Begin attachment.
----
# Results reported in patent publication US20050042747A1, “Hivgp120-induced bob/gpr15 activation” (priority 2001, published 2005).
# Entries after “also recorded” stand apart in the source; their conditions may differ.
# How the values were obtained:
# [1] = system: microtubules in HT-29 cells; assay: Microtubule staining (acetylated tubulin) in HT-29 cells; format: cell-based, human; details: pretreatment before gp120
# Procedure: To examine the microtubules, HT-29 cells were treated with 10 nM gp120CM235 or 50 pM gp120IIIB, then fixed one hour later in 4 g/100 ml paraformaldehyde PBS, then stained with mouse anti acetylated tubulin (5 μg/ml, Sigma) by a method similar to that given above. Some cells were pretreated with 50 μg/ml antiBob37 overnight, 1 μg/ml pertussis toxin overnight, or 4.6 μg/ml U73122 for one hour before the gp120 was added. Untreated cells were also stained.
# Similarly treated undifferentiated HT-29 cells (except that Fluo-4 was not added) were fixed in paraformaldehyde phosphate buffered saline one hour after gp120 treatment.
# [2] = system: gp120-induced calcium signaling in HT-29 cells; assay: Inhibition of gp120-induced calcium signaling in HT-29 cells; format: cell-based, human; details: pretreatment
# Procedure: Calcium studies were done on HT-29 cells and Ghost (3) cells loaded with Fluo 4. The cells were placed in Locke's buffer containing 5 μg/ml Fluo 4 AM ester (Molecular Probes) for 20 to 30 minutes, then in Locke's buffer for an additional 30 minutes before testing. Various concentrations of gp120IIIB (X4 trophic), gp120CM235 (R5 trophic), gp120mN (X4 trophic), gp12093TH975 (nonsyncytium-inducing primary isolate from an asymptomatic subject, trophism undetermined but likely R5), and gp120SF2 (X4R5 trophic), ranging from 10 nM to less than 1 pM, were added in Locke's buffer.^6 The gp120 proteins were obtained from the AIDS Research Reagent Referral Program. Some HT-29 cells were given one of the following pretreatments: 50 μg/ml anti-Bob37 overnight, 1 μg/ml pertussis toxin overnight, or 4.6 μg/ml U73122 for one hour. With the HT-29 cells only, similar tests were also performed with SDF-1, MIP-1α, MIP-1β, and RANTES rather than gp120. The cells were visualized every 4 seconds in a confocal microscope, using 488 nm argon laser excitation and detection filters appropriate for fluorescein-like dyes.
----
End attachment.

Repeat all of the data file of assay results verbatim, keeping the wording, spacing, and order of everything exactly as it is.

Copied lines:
# Results reported in patent publication US20050042747A1, “Hivgp120-induced bob/gpr15 activation” (priority 2001, published 2005).
# Entries after “also recorded” stand apart in the source; their conditions may differ.
# How the values were obtained:
# [1] = system: microtubules in HT-29 cells; assay: Microtubule staining (acetylated tubulin) in HT-29 cells; format: cell-based, human; details: pretreatment before gp120
# Procedure: To examine the microtubules, HT-29 cells were treated with 10 nM gp120CM235 or 50 pM gp120IIIB, then fixed one hour later in 4 g/100 ml paraformaldehyde PBS, then stained with mouse anti acetylated tubulin (5 μg/ml, Sigma) by a method similar to that given above. Some cells were pretreated with 50 μg/ml antiBob37 overnight, 1 μg/ml pertussis toxin overnight, or 4.6 μg/ml U73122 for one hour before the gp120 was added. Untreated cells were also stained.
# Similarly treated undifferentiated HT-29 cells (except that Fluo-4 was not added) were fixed in paraformaldehyde phosphate buffered saline one hour after gp120 treatment.
# [2] = system: gp120-induced calcium signaling in HT-29 cells; assay: Inhibition of gp120-induced calcium signaling in HT-29 cells; format: cell-based, human; details: pretreatment
# Procedure: Calcium studies were done on HT-29 cells and Ghost (3) cells loaded with Fluo 4. The cells were placed in Locke's buffer containing 5 μg/ml Fluo 4 AM ester (Molecular Probes) for 20 to 30 minutes, then in Locke's buffer for an additional 30 minutes before testing. Various concentrations of gp120IIIB (X4 trophic), gp120CM235 (R5 trophic), gp120mN (X4 trophic), gp12093TH975 (nonsyncytium-inducing primary isolate from an asymptomatic subject, trophism undetermined but likely R5), and gp120SF2 (X4R5 trophic), ranging from 10 nM to less than 1 pM, were added in Locke's buffer.^6 The gp120 proteins were obtained from the AIDS Research Reagent Referral Program. Some HT-29 cells were given one of the following pretreatments: 50 μg/ml anti-Bob37 overnight, 1 μg/ml pertussis toxin overnight, or 4.6 μg/ml U73122 for one hour. With the HT-29 cells only, similar tests were also performed with SDF-1, MIP-1α, MIP-1β, and RANTES rather than gp120. The cells were visualized every 4 seconds in a confocal microscope, using 488 nm argon laser excitation and detection filters appropriate for fluorescein-like dyes.